You were a student of mine and I had the privelege to curate your first exhibition.
I have followed your artistic career since its beginning, and now here I am writing to you, in person, about your work.
As you know, I have been curating various photographic events for years and every day I am in contact with renowned photographers for the editorial business, books and exhibitions in galleries and museums. Put it this way, I live photography full-time!
Nevertheless, for some time now, I've been strongly attracted to a different, or rather more private, kind of photography, which while less narrative from a journalistic point of view, is more intense if interpreted as sentiment, as a means for self awareness.
Finding you again has something to do with coincidence, that same coincidence you exert and seek enduringly.
These photos of yours have the feel of "objets trouvés": images that register the past of a single face, but reach us like a family album, whose story is told through resemblance and kindred expressions.
In your images I perceive a desperate need for a sense of belonging that you have always sought after. Your artistic act reconstructs the story of life and arranges the images in chronological order, as the only evidence of your origins.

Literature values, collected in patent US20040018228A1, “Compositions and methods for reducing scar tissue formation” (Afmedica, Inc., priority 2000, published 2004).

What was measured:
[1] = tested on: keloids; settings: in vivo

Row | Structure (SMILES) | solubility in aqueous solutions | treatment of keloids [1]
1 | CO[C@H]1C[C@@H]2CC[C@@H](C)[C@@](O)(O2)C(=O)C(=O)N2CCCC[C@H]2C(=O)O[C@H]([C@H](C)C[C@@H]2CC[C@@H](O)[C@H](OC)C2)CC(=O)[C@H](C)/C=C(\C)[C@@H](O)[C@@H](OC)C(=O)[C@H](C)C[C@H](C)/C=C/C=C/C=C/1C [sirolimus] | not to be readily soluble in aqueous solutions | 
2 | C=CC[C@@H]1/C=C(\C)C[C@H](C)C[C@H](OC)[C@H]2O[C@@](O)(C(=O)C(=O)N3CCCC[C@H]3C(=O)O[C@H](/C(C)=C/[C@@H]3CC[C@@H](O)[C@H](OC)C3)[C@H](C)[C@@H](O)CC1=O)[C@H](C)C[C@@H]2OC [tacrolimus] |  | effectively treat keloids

You use these photographs as a base for self reflection, that starts with your quest for a body double - a superficial resemblance and a some sort of beyond physical connection - to attain recognition of yourself, with men and women you've never seen before. Unknown people that wear t-shirts bearing the name Sabine Delafon are associated to you for some unknown reason, and from that moment on they become part of your ideal family.
The act of photography represents for you the fundamental element of relation and testimony of an imagined reality, asserted in the depersonalizing age of iconism.
The inner dispute, the the loss of a solid identity belongs to the past.
What remains is the angst of a complex and enchanting personality, that takes shape through the act of photography.
The relentless search for yourself is articulated in the interminable series of portrait passport photos taken in photobooths, where your face appears in 500 photos taken from 1987 to date: since then your identity has left fleeting traces on instant images, the rest is lost in the incessant turmoil of reality.
like you I rediscover the beauty of private photography,
with you I share the passion for the intimacy of past images.
Denis Curti, Milan, November 2009